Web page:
Dr. Catherine L. Kling - (Chair)
Iowa State University
Catherine L. Kling (NAS) is Charles F. Curtiss distinguished professor of agriculture and life sciences and a professor of economics at Iowa State University (ISU). Kling has served as the director of ISU’s Center for Agricultural and Rural Development (CARD) since July 2013, after having served many years as the division head of CARD’s Resource and Environmental Policy Division. In her work at CARD, Kling is undertaking research to examine how agricultural practices affect water quality, wildlife, soil carbon content, and greenhouse gases. Kling was elected the the National Academy of Sciences in 2015. She currently serves on the NRC’s Water Science and Technology Board and has been a member of several previous panels including the Panel to Review USDA's Agricultural Resource Management Survey. Kling holds a B.S. in business and economics from the University of Iowa and a Ph.D. in economics from the University of Maryland.
Dr. J. G. Arbuckle, Jr.
Iowa State University
J. Gordon Arbuckle, Jr. is an associate professor in the Department of Sociology at Iowa State University. His research and extension activities focus on improving the social and environmental performance of agriculture. He has published dozens of articles on climate change and agriculture, water quality, non-operator landownership, natural resource-based rural development, and agri-environmental policy and practice in general. He is co-director of the Iowa Farm and Rural Life Poll, a program that collects and disseminates information on issues of importance to agricultural stakeholders across Iowa and the Midwest. Arbuckle holds an M.S. in agricultural economics and a Ph.D. in rural sociology, both from the University of Missouri.
Dr. Norman M. Bradburn
The University of Chicago
Norman M. Bradburn is the Tiffany and Margaret Blake distinguished service professor emeritus at the University of Chicago, where he also served on the faculties of the Department of Psychology, the Irving B. Harris Graduate School of Public Policy Studies, the Booth School of Business, and the College. He is a senior fellow at NORC at the University of Chicago. Bradburn previously served as assistant director for social, behavioral, and economic sciences at the National Science Foundation. His research focuses on psychological well-being and the assessment of quality of life using large-scale sample surveys. He is a past president of the American Association of Public Opinion Research. He has an M.A. degree in clinical psychology and a Ph.D. in social psychology, both from Harvard University.
Dr. Richard A. Dunn
University of Connecticut
Richard Dunn is an assistant professor in the Department of Agricultural and Resource Economics at the University of Connecticut. He is also an affiliate of the Connecticut Center for Health Improvement and Policy and the Charles J. Zwick Center for Food and Resource Policy. Dunn’s research agenda focuses on the use of federal administrative data to better measure the contribution of food and agriculture industries to the United States economy. Of particular concern is the effect of different reporting requirements across federal administrative and survey programs on estimates of industry size and establishment dynamics. He currently has a five-year Federal Statistical Research Data Center project related to these issues supported by USDA through a Hatch grant, a cooperative agreement with the Economic Research Service, and a four year National Institutes of Food and Agriculture AFRI grant. Dunn was previously an assistant professor in the Department of Agricultural Economics at Texas A&M University. He holds a B.A. in economics and mathematics from Williams College, an M.Sc. in econometrics and mathematical economics from the London School of Economics and Political Science, and a Ph.D. in Economics from the University of Wisconsin-Madison.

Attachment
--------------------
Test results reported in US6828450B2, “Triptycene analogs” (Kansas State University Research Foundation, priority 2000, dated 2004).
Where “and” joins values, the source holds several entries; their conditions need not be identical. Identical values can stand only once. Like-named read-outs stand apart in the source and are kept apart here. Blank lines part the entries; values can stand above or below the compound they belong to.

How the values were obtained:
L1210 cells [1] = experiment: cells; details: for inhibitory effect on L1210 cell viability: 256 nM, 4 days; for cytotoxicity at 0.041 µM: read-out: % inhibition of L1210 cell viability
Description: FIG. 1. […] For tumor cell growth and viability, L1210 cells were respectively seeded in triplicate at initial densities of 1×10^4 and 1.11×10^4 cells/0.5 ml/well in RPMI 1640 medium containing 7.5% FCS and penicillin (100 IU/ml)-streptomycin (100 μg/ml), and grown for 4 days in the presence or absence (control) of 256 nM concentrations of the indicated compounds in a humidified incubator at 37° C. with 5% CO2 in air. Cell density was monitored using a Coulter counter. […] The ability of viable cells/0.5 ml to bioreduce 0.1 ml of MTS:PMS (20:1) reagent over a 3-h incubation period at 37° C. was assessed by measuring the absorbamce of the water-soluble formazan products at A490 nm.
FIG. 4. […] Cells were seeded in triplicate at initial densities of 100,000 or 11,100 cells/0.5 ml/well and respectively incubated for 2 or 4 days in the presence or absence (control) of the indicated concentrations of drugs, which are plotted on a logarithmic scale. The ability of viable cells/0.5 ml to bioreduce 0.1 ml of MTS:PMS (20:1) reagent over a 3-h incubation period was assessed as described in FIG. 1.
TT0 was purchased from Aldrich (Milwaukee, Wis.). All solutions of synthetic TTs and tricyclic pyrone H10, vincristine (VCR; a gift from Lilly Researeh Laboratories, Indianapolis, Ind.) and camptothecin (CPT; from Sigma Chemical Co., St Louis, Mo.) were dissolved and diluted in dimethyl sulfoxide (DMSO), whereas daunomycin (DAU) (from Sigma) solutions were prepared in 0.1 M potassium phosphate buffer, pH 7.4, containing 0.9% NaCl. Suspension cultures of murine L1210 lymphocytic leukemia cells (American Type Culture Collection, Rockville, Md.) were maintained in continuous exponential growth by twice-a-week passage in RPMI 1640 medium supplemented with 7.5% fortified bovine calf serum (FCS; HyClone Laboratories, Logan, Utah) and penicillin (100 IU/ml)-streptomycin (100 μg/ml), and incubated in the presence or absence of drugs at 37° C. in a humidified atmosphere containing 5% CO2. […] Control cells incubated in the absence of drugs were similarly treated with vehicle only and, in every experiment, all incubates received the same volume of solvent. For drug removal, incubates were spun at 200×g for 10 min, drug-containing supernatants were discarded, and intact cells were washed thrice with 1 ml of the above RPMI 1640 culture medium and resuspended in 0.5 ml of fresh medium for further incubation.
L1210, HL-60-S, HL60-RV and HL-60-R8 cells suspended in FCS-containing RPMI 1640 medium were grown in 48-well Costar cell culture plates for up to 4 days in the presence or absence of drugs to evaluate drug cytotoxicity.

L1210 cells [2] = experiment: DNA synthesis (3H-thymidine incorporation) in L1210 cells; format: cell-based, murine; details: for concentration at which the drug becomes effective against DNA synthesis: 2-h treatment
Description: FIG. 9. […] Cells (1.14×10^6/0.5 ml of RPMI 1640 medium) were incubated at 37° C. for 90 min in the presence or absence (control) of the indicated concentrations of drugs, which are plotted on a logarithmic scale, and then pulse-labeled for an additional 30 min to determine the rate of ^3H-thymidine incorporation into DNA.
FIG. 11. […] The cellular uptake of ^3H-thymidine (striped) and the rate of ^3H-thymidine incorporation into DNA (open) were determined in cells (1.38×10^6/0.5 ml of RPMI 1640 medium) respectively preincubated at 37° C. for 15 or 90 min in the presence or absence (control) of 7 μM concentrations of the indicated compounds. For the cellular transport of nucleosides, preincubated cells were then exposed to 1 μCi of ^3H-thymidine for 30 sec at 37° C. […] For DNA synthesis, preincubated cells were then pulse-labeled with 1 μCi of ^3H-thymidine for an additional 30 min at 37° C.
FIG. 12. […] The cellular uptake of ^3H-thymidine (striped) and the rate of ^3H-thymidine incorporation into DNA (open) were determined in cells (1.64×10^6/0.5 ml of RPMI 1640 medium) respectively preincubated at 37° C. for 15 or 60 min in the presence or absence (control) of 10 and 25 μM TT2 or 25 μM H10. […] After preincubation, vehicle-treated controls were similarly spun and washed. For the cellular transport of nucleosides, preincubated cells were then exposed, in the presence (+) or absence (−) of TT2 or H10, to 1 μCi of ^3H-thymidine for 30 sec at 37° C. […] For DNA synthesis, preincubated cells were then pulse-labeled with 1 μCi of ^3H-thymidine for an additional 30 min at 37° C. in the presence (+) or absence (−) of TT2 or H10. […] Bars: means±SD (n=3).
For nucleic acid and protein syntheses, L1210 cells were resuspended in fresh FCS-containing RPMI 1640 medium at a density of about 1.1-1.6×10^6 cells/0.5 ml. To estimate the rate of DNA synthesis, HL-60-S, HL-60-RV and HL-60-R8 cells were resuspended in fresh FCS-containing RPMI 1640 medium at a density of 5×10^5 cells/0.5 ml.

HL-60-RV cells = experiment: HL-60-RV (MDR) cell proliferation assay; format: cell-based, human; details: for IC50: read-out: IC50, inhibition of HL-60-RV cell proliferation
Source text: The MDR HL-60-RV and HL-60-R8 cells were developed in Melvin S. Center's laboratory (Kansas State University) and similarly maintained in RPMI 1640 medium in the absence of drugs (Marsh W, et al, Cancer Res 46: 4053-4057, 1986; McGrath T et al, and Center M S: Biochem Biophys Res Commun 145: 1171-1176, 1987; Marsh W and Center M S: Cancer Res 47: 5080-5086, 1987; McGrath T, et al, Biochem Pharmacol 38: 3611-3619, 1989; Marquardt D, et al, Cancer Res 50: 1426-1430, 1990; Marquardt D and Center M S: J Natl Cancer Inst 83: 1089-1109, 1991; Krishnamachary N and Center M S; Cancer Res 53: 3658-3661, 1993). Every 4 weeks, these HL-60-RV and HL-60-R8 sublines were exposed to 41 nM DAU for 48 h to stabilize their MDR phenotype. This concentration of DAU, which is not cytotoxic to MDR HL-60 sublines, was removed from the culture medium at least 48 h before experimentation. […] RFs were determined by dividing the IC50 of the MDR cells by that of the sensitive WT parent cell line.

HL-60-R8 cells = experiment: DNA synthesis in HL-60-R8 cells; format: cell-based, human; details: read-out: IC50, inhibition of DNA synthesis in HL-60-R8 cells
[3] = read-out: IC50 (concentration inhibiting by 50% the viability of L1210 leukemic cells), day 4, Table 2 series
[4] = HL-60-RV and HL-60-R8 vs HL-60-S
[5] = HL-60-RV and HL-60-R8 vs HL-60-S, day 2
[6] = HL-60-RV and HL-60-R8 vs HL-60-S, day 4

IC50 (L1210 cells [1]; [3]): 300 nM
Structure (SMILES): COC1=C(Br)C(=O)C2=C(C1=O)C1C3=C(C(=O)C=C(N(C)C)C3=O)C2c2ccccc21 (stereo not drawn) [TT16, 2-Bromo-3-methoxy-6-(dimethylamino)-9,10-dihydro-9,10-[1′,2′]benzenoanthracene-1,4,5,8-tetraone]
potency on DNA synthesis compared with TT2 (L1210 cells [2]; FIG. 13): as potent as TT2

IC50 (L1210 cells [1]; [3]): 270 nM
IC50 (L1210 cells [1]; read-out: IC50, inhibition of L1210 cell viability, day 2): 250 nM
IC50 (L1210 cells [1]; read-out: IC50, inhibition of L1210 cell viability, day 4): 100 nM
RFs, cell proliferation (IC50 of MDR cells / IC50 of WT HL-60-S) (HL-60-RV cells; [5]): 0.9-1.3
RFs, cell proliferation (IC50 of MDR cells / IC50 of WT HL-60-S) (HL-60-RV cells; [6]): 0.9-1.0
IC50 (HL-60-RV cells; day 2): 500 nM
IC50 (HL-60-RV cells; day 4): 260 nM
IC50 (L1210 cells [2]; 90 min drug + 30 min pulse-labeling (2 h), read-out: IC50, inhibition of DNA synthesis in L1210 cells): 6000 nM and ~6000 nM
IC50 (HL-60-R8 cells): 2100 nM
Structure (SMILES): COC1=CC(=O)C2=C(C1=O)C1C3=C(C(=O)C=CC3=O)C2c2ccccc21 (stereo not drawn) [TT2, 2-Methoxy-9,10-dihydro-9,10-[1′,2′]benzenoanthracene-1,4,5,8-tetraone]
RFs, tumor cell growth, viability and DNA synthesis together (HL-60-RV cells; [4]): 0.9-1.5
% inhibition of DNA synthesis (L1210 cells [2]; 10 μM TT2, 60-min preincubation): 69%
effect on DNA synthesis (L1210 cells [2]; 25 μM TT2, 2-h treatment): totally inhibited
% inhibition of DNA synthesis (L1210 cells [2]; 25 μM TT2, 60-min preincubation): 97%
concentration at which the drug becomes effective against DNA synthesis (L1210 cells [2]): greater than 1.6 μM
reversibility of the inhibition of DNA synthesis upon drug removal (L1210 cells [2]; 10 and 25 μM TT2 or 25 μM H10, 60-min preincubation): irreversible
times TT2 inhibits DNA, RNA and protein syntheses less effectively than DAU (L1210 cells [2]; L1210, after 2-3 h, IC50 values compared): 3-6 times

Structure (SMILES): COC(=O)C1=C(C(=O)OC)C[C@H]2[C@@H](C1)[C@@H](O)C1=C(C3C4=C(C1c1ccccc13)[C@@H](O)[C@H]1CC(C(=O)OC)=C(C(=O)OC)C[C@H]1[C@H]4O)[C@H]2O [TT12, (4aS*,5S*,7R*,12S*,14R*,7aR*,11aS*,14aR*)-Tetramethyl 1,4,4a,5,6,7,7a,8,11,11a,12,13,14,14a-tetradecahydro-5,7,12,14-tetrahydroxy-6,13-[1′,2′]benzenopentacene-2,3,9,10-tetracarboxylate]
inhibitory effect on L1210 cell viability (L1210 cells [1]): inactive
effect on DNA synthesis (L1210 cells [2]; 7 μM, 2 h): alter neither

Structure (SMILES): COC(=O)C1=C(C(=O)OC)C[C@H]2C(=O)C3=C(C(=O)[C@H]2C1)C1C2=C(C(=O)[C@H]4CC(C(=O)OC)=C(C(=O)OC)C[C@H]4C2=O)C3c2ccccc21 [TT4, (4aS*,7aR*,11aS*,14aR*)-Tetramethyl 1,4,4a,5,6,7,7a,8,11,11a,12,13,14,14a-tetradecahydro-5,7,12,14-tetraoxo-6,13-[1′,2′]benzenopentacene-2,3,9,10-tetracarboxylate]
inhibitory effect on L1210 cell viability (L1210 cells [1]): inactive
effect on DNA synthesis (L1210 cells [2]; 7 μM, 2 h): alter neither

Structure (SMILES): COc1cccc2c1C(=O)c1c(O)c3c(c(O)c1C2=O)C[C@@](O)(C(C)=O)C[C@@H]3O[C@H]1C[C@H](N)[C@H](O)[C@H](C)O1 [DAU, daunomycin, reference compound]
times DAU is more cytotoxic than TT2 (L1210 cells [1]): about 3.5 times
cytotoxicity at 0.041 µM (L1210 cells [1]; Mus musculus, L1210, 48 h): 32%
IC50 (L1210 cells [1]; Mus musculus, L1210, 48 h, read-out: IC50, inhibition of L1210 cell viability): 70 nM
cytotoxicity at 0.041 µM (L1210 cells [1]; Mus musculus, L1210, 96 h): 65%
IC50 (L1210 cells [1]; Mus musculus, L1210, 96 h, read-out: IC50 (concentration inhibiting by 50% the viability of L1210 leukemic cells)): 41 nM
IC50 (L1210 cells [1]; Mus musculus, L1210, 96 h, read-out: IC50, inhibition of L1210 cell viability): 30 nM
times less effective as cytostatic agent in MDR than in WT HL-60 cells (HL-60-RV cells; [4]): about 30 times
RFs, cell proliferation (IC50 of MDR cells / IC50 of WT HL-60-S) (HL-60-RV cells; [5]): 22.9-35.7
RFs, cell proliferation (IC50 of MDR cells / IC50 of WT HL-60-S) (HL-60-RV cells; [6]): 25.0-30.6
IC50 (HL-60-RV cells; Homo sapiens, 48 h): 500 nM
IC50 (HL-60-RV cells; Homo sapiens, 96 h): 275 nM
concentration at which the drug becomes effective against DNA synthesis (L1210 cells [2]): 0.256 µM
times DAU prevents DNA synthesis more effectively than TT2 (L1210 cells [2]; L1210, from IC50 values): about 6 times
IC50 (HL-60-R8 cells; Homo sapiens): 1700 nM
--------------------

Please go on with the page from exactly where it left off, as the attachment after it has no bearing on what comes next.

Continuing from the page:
Dr. Allen M. Featherstone
Kansas State University
Allen Featherstone is a department head and professor in the Department of Agricultural Economics and director of the masters in agribusiness program at Kansas State University. As a leading agriculture finance scholar, he has studied land markets, investment decisions, mergers in the financial services industry, the probability of agricultural loan default and loan loss severity, the influence of taxes on farmland, and alternative federal tax systems. Featherstone worked to create the Comparative Food and Agriculture Systems course to give students first-hand knowledge of agriculture and cultural situations in other parts of the world. He is currently an executive director of the Agricultural & Applied Economics Association. Featherstone holds M.S. and Ph.D. degrees in agricultural economics, both from Purdue University.
Dr. Joseph W. Glauber
International Food Policy Research Institute
Joseph Glauber is a senior research fellow at the International Food Policy Research Institute (IFPRI) in Washington, DC where his areas of interest are price volatility, global grain reserves, crop insurance and trade. Prior to joining IFPRI, Glauber spent over 30 years at the U.S. Department of Agriculture including as chief economist from 2008 to 2014. As chief economist, he was responsible for the Department’s agricultural forecasts and projections, oversaw climate, energy and regulatory issues, and served as chairman of the board of directors of the Federal Crop Insurance Corporation. From 2007-2009, Glauber was the Special Doha Agricultural Envoy at the office of the U.S. Trade Representative where he served as chief agricultural negotiator in the Doha talks. He is an elected Fellow of the Agricultural and Applied Economics Association and holds a Ph.D. in agricultural economics from the University of Wisconsin in 1984 and holds an AB in anthropology from the University of Chicago.
Dr. Brent Hueth
University of Wisconsin-Madison
Brent Hueth is an associate professor in the Department of Agricultural and Applied Economics and director of the University of Wisconsin Center for Cooperatives at the University of Wisconsin–Madison. His research and teaching focus on agricultural firms and markets, cooperative enterprise, and economic development. Hueth has published in top economics journal (American Journal of Agricultural Economics, Journal of Regulatory Economics, etc.) and is a research fellow at the Institute for Exceptional Growth Companies. He also serves as executive director of the Census Bureau’s Research Data Center at the University of Wisconsin—Madison. Hueth holds a Ph.D. in agricultural economics from the University of Maryland.
Dr. Ani L. Katchova
The Ohio State University